Background: Octyl-2-cyanoacrylate is U.S. Food and Drug Administration (FDA) approved for the closure of incisions and lacerations. In animal studies, a more flexible formulation of octyl-2-cyanoacrylate suitable for cuts and abrasions produced faster healing of partial thickness wounds than traditional bandages.
Objective: To evaluate the effectiveness of a more flexible octyl-2-cyanoacrylate liquid adhesive bandage for the treatment of minor cuts and abrasions.
Methods: One hundred sixty-two volunteers with recent minor cuts or abrasions were recruited and randomized to treatment with either liquid adhesive bandage (LAB) or a control device (Band-Aid brand adhesive bandage, sheer, 2.5 cm). The primary efficacy criterion was complete healing at day 12. Secondary efficacy criteria were the ability of patients to properly apply LAB, and the ability of LAB to stop bleeding, to reduce pain, and to remain on the wound.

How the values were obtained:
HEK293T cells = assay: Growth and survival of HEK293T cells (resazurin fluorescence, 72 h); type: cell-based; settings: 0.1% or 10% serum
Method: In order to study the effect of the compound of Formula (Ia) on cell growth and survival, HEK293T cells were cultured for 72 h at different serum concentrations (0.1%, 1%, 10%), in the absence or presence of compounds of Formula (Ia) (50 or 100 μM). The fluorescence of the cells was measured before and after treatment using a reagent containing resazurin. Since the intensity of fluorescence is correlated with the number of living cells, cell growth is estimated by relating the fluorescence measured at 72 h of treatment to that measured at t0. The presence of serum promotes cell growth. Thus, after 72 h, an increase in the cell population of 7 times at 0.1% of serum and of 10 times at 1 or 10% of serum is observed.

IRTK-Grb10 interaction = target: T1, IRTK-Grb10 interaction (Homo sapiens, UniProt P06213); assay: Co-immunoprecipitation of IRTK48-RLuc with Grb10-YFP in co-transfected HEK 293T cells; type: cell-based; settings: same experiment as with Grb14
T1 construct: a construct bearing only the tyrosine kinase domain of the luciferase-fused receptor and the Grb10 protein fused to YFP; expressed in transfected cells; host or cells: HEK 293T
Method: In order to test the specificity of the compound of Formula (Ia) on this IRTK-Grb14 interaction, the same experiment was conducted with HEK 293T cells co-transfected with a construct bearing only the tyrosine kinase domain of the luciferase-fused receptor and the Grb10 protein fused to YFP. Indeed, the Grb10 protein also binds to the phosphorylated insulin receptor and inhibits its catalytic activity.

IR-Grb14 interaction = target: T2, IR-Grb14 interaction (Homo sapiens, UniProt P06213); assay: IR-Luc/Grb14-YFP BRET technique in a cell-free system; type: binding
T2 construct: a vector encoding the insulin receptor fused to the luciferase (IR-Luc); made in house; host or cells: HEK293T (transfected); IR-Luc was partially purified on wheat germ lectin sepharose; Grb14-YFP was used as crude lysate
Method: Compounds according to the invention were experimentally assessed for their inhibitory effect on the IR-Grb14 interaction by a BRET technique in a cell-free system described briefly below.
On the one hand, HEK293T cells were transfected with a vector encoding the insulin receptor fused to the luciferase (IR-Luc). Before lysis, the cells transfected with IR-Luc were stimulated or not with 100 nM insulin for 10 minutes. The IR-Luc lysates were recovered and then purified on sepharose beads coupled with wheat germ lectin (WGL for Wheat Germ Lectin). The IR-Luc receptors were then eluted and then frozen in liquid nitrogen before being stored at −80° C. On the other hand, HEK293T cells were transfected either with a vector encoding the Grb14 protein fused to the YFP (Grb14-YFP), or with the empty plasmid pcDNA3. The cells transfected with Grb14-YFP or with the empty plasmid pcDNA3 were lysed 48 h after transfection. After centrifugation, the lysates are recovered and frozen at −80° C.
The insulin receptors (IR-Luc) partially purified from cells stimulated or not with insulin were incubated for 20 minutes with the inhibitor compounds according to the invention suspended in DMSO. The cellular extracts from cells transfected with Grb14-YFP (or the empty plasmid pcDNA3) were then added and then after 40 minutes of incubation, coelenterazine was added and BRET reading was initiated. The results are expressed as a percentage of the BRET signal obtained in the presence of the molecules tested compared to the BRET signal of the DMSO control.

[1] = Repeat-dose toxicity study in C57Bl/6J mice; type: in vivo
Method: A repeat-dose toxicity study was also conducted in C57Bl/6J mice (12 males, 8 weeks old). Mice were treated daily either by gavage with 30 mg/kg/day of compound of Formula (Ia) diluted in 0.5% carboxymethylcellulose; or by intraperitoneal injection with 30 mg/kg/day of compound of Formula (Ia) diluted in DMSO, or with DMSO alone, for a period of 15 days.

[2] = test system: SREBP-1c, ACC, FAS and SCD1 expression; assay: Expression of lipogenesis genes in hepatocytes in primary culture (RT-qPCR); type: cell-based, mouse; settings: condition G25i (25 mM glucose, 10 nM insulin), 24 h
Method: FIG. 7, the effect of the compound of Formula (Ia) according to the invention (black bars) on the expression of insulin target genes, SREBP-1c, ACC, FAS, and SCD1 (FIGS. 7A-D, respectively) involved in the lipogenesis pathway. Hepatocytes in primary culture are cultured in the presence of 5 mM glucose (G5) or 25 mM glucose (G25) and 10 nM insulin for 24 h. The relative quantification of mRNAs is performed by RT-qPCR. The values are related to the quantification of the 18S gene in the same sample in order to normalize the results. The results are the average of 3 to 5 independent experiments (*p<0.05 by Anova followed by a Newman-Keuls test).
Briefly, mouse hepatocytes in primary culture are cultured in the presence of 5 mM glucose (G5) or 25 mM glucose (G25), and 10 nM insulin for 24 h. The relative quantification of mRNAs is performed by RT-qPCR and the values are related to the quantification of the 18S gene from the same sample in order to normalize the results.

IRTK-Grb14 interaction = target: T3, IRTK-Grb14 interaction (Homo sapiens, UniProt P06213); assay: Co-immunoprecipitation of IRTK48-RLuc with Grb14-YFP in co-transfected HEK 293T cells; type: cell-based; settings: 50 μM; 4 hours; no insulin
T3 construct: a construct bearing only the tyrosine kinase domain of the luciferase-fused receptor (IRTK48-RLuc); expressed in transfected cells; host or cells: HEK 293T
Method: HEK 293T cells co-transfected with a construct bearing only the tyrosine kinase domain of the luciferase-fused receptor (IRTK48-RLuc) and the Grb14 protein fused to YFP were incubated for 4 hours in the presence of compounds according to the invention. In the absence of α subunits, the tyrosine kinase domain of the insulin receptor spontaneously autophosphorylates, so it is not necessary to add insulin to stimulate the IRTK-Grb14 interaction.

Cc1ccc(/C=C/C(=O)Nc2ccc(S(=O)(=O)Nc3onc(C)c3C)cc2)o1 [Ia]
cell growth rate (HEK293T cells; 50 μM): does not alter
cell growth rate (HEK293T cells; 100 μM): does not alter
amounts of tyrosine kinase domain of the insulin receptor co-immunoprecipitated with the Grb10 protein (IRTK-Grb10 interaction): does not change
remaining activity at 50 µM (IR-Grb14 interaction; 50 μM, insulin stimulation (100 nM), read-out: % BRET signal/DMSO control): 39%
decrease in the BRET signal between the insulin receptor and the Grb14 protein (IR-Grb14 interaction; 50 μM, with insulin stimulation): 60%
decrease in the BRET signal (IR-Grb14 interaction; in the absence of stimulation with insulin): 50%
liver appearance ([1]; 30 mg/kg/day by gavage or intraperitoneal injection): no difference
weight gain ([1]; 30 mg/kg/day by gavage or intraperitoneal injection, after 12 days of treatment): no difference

Results: At day 12 there was no statistical difference between the number of completely healed wounds in the LAB and the bandage-treated patients (P =.493). The ability of patients, as rated by investigators, to effectively apply the LAB device and the bandage was not significantly different (P =.165). Only the LAB provided significant hemostasis (P =.0001) and pain relief (P =.002).
Conclusion: In this randomized, controlled trial, the LAB was as effective as the control at promoting healing as measured by complete healing at day 12. The LAB was easy to use and gave rapid control of bleeding and pain, forming a film that stayed on wounds well.